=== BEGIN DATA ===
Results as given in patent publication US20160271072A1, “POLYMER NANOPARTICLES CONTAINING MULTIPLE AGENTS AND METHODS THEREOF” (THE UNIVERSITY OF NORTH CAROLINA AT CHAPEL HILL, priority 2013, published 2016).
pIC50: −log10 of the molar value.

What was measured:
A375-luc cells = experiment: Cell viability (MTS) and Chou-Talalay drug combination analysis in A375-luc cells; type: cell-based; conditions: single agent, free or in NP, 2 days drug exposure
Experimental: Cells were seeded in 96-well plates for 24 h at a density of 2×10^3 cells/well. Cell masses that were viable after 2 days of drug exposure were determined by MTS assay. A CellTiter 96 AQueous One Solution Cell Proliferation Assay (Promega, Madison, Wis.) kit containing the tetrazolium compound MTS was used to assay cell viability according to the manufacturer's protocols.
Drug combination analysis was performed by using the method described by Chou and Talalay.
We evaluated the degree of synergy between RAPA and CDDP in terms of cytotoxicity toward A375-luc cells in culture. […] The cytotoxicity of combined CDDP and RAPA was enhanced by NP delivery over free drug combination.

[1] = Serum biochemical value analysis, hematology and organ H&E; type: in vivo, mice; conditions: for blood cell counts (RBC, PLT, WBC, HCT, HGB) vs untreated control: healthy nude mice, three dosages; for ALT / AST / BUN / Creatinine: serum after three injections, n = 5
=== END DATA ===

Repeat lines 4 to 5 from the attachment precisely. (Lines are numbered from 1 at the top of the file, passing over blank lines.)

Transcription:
A375-luc cells = experiment: Cell viability (MTS) and Chou-Talalay drug combination analysis in A375-luc cells; type: cell-based; conditions: single agent, free or in NP, 2 days drug exposure
Experimental: Cells were seeded in 96-well plates for 24 h at a density of 2×10^3 cells/well. Cell masses that were viable after 2 days of drug exposure were determined by MTS assay. A CellTiter 96 AQueous One Solution Cell Proliferation Assay (Promega, Madison, Wis.) kit containing the tetrazolium compound MTS was used to assay cell viability according to the manufacturer's protocols.